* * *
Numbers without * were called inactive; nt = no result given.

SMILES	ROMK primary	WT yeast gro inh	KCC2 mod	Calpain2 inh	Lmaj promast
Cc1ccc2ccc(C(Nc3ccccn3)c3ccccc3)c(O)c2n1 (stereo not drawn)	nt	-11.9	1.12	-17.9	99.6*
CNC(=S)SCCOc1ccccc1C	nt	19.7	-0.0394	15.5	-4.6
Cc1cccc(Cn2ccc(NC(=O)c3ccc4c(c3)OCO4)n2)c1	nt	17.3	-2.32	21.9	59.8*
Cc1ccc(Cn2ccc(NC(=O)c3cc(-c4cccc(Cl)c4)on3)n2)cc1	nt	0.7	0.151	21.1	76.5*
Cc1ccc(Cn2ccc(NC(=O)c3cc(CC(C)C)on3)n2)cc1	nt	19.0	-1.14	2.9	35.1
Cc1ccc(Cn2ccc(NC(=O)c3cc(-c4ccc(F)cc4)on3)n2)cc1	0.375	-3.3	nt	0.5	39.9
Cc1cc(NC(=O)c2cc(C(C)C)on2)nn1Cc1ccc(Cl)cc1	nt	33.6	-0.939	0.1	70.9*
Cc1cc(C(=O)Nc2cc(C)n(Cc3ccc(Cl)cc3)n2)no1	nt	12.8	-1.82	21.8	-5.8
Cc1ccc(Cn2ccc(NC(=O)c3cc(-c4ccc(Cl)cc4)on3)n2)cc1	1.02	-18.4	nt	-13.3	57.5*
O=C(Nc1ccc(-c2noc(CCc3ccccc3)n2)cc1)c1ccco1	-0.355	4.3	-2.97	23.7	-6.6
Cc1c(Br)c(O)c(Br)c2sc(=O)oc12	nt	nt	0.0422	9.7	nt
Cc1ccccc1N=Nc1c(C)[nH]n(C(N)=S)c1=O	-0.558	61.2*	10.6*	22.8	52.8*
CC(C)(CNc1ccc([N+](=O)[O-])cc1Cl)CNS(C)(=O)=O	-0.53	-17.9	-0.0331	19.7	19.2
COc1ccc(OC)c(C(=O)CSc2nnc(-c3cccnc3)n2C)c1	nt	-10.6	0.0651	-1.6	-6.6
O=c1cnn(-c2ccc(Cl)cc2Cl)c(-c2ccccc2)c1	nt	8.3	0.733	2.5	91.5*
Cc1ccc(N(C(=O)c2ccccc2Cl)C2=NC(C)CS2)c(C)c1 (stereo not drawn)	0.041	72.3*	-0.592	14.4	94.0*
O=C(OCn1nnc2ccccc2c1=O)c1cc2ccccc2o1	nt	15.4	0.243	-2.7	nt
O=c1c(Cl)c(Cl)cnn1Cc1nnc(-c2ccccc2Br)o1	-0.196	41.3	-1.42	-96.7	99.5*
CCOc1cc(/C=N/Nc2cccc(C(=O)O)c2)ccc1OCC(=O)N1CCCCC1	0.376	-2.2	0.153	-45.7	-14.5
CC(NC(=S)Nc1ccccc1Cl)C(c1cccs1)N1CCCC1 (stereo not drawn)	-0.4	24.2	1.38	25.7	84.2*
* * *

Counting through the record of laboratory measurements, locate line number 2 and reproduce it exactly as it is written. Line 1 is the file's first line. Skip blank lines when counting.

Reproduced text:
SMILES	ROMK primary	WT yeast gro inh	KCC2 mod	Calpain2 inh	Lmaj promast